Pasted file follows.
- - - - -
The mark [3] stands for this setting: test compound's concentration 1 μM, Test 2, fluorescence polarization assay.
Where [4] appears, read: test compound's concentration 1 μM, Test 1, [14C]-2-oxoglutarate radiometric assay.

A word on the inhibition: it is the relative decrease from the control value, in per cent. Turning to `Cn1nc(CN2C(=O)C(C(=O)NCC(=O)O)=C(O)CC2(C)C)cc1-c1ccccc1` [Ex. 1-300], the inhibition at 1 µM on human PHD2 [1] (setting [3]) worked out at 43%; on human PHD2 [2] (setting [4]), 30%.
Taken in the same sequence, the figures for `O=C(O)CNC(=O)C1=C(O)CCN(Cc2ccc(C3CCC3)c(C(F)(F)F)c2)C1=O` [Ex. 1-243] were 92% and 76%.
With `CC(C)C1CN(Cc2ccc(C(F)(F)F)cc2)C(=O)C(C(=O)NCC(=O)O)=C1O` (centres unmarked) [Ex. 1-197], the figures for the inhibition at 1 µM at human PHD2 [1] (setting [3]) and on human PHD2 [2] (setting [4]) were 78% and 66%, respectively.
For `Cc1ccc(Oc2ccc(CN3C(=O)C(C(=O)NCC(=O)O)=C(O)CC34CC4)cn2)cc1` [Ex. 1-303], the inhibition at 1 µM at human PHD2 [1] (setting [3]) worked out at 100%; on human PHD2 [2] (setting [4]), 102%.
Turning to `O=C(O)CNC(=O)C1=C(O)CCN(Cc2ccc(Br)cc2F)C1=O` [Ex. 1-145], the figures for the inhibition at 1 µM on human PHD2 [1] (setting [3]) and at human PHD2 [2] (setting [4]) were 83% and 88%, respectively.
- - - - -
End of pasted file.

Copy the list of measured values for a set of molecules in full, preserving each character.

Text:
The mark [3] stands for this setting: test compound's concentration 1 μM, Test 2, fluorescence polarization assay.
Where [4] appears, read: test compound's concentration 1 μM, Test 1, [14C]-2-oxoglutarate radiometric assay.

A word on the inhibition: it is the relative decrease from the control value, in per cent. Turning to `Cn1nc(CN2C(=O)C(C(=O)NCC(=O)O)=C(O)CC2(C)C)cc1-c1ccccc1` [Ex. 1-300], the inhibition at 1 µM on human PHD2 [1] (setting [3]) worked out at 43%; on human PHD2 [2] (setting [4]), 30%.
Taken in the same sequence, the figures for `O=C(O)CNC(=O)C1=C(O)CCN(Cc2ccc(C3CCC3)c(C(F)(F)F)c2)C1=O` [Ex. 1-243] were 92% and 76%.
With `CC(C)C1CN(Cc2ccc(C(F)(F)F)cc2)C(=O)C(C(=O)NCC(=O)O)=C1O` (centres unmarked) [Ex. 1-197], the figures for the inhibition at 1 µM at human PHD2 [1] (setting [3]) and on human PHD2 [2] (setting [4]) were 78% and 66%, respectively.
For `Cc1ccc(Oc2ccc(CN3C(=O)C(C(=O)NCC(=O)O)=C(O)CC34CC4)cn2)cc1` [Ex. 1-303], the inhibition at 1 µM at human PHD2 [1] (setting [3]) worked out at 100%; on human PHD2 [2] (setting [4]), 102%.
Turning to `O=C(O)CNC(=O)C1=C(O)CCN(Cc2ccc(Br)cc2F)C1=O` [Ex. 1-145], the figures for the inhibition at 1 µM on human PHD2 [1] (setting [3]) and at human PHD2 [2] (setting [4]) were 83% and 88%, respectively.